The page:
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The Canadian Forces Snowbirds will not be flying in scheduled airshows until a technical issue discovered during routine maintenance is resolved.
The issue — which was discovered by aviation technicians at 15 Wing Moose Jaw, Saskatchewan, on June 19 — relates to “a device that sets the timing for the deployment of the parachute during the ejection sequence,” a Department of Defence (DND) news release reads.
Technicians discovered that the Mk10B device and associated testing tool used by the Snowbirds aircrew may not be calibrated accurately. While the team takes flight safety very seriously, they will not fly until the parachutes are re-tested and re-packed “to ensure proper timing is set for their activation in the event of an emergency.”
The 431 Air Demonstration Squadron maintenance crew is working with a third-party aviation contractor, Miltex Solutions Canada based in Trenton, to get the team back in the air as soon as possible. However, current Snowbirds public affairs officer Gabriel Ferris confirmed that the team will not fly in the Dieppe, Moncton, and Riverview areas in New Brunswick on June 29. The team’s June 22 performance in North Bay, Ontario, was also canceled due to the parachute issue. The Snowbirds are hoping to be back in the air for their Canada Day performance in Ottawa on July 1, but Ferris said there is still uncertainty surrounding that as of right now.
Airshow season has only just begun for the Snowbirds, and the team has so far performed at Borden Canadian Armed Forces Day & Air Show in Borden, Ontario, on June 18. The Snowbirds wrapped up their training season in early June, performing a private acceptance show on June 9 at 15 Wing Moose Jaw in front of family, fellow military personnel, and the media, who gave their stamp of approval on the team’s demonstration.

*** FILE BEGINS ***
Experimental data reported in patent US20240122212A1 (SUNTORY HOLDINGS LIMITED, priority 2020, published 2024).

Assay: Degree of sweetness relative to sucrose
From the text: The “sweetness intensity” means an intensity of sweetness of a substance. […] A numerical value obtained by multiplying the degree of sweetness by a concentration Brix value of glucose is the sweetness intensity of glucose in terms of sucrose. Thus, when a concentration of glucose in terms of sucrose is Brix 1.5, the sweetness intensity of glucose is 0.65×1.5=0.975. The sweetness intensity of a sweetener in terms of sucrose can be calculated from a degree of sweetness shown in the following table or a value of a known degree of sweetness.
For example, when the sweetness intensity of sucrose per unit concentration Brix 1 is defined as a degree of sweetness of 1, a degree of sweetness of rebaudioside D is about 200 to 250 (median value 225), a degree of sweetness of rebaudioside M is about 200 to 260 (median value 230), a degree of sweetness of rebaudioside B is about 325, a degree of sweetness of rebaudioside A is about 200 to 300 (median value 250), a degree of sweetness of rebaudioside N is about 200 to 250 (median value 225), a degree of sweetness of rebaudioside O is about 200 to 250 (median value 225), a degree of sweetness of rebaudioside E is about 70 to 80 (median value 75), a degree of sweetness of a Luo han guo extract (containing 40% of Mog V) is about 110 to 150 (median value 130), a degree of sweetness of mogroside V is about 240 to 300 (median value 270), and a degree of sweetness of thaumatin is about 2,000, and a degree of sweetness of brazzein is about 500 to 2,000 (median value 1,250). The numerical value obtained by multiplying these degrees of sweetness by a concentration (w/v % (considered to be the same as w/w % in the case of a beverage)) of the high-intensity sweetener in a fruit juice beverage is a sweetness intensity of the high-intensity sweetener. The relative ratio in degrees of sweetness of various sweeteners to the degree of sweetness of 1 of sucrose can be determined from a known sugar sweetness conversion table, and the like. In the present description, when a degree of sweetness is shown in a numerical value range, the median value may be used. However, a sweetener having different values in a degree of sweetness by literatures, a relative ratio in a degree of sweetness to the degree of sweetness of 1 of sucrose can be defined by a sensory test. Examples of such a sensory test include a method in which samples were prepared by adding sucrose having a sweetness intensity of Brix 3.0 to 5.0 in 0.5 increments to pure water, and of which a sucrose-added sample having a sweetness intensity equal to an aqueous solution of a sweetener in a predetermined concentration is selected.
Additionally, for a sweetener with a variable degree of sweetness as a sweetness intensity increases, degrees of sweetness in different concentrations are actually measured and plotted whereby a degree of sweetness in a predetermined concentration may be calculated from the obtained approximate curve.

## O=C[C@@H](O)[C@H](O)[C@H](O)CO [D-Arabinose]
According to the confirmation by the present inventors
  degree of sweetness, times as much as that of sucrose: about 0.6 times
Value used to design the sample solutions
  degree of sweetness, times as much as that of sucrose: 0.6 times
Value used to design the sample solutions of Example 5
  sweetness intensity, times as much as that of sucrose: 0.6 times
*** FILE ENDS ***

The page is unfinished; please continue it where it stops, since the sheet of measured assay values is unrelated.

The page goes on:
Though the news of the canceled performances is “disappointing,” MGen Eric Kenny, Commander 1 Canadian Air Division, RCAF, said: “I applaud our aviation technicians for discovering this issue. This speaks to our flight safety culture in the RCAF, and the professionalism of our maintainers. We have full confidence that this issue will be resolved in a safe manner.”
The technical issue affects a component of aviation life support equipment, rather than the Snowbirds’ CT-114 Tutor aircraft themselves, so an operational pause has not been invoked for the Tutor fleet, the DND confirmed.
The Defence Department also confirmed that there is no link between the current parachute issue and the CT-114 Tutor accident that occurred on May 17, 2020, in Kamloops, injuring Snowbirds pilot Capt Richard MacDougall and killing public affairs officer Capt Jenn Casey.